It is time for our Government to make clear to the Israeli Government that their conduct and policies are unacceptable, and to impose a total arms ban on Israel. It is time for peace, but real peace, not the solution by conquest which is the Israelis real goal but which it is impossible for them to achieve. They are not simply war criminals; they are fools.


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Offlinedeelo89
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Re: Interesting perspective on the Israeli Palestinian conflict [Re: GazzBut]
    #17246925 - 11/19/12 04:41 PM (9 years, 7 months ago)

Israeli Prime Minister Ehud Barak offered to withdraw from 97 percent of the West Bank and 100 percent of the Gaza Strip. In addition, he agreed to dismantle 63 isolated settlements. In exchange for the 5 percent annexation of the West Bank, Israel would increase the size of the Gaza territory by roughly a third. Arafat declined because part of the terms stated that upon agreement of the accord,The conflict would be considered officially over.

Quote:

GazzBut said:

They could have negotiated with Fatahs previous leader, Yasser Arafat, who was a friend of mine. Instead, they besieged him in a bunker in Ramallah, where I visited him.

Quote:

GazzBut said:


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OfflineGazzBut
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Re: Interesting perspective on the Israeli Palestinian conflict [Re: deelo89]
    #17247157 - 11/19/12 05:25 PM (9 years, 7 months ago)

So you just dismiss the opinion of Gerald Kaufman by trotting out some little factoid you just googled?

Im pretty certain that Kaufman has forgotten more facts about the history of Israel and Palestine than you will ever know but hey once you have a belief stuck in your head why go to the effort of making sure it is a valid belief?

I see your quote is lifted from the Jewish Federation and Im sure they are completely unbiased in their interpretation of events! However, for the sake of balance, here is another view on the offer made by Barak and the Palestinian rejection.

Link

Quote:

To understand what actually happened at Camp David, it's necessary to know that for many years the PLO has officially called for a two-state solution in which Israel would keep the 78 percent of the Palestine Mandate (as Britain's protectorate was called) that it has controlled since 1948, and a Palestinian state would be formed on the remaining 22 percent that Israel has occupied since the 1967 war (the West Bank, the Gaza Strip and East Jerusalem). Israel would withdraw completely from those lands, return to the pre-1967 borders and a resolution to the problem of the Palestinian refugees who were forced to flee their homes in 1948 would be negotiated between the two sides. Then, in exchange, the Palestinians would agree to recognize Israel (PLO Declaration, 12/7/88; PLO Negotiations Department).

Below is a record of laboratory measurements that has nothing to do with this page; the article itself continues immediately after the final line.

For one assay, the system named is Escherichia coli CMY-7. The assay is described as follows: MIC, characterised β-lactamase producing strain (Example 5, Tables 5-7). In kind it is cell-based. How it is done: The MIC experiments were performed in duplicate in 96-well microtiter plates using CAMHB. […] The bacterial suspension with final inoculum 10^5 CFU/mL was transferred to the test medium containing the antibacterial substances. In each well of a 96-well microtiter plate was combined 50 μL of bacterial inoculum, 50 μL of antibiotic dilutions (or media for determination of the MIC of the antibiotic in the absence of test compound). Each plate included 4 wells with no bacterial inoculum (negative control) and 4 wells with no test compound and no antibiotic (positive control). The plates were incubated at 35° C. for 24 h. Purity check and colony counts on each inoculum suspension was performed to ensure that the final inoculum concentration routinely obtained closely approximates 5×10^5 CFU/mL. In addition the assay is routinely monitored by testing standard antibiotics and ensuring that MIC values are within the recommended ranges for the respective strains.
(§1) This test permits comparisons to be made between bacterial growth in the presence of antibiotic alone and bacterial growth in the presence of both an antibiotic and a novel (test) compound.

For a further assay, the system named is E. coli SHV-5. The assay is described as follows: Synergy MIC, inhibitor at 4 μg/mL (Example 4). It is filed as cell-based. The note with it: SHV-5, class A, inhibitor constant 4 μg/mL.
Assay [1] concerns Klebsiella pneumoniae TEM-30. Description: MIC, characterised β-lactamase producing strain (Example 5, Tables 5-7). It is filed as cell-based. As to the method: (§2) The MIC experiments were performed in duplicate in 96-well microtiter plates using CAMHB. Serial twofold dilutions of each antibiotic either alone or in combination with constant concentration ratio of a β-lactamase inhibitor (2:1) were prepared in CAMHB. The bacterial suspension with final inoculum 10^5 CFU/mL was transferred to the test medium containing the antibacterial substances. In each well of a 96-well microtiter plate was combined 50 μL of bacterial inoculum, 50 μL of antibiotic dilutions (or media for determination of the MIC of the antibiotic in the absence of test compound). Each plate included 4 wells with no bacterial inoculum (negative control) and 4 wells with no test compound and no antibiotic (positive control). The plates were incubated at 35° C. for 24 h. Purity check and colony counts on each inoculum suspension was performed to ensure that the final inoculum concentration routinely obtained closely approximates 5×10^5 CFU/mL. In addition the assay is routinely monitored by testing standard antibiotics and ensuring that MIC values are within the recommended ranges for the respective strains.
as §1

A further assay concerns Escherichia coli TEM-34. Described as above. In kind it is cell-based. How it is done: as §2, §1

Although some people describe Israel's Camp David proposal as practically a return to the 1967 borders, it was far from that. Under the plan, Israel would have withdrawn completely from the small Gaza Strip. But it would annex strategically important and highly valuable sections of the West Bank--while retaining "security control" over other parts--that would have made it impossible for the Palestinians to travel or trade freely within their own state without the permission of the Israeli government (Political Science Quarterly, 6/22/01; New York Times, 7/26/01; Report on Israeli Settlement in the Occupied Territories, 9-10/00; Robert Malley, New York Review of Books, 8/9/01).





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Offlinezappaisgod
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Re: Interesting perspective on the Israeli Palestinian conflict [Re: GazzBut]
    #17247839 - 11/19/12 07:32 PM (9 years, 7 months ago)

I dismiss the opinion of Mr Kaufman on the basis that almost no Israelis share his opinion.  He was elected to what?  He is a Limey cunt.  There is no shortage of cunts in America, either.  None of the useless brats ever puts their ass on the line.


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OfflineGazzBut
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Re: Interesting perspective on the Israeli Palestinian conflict [Re: zappaisgod] * 1
    #17247952 - 11/19/12 07:52 PM (9 years, 7 months ago)

So you think you have a better handle on the whole thing than Kaufman?

Most amusing.

Do you really see the whole situation as black and white? Israel have done no wrong? Have nothing to answer for? Could not have approached things differently if they really wanted peace?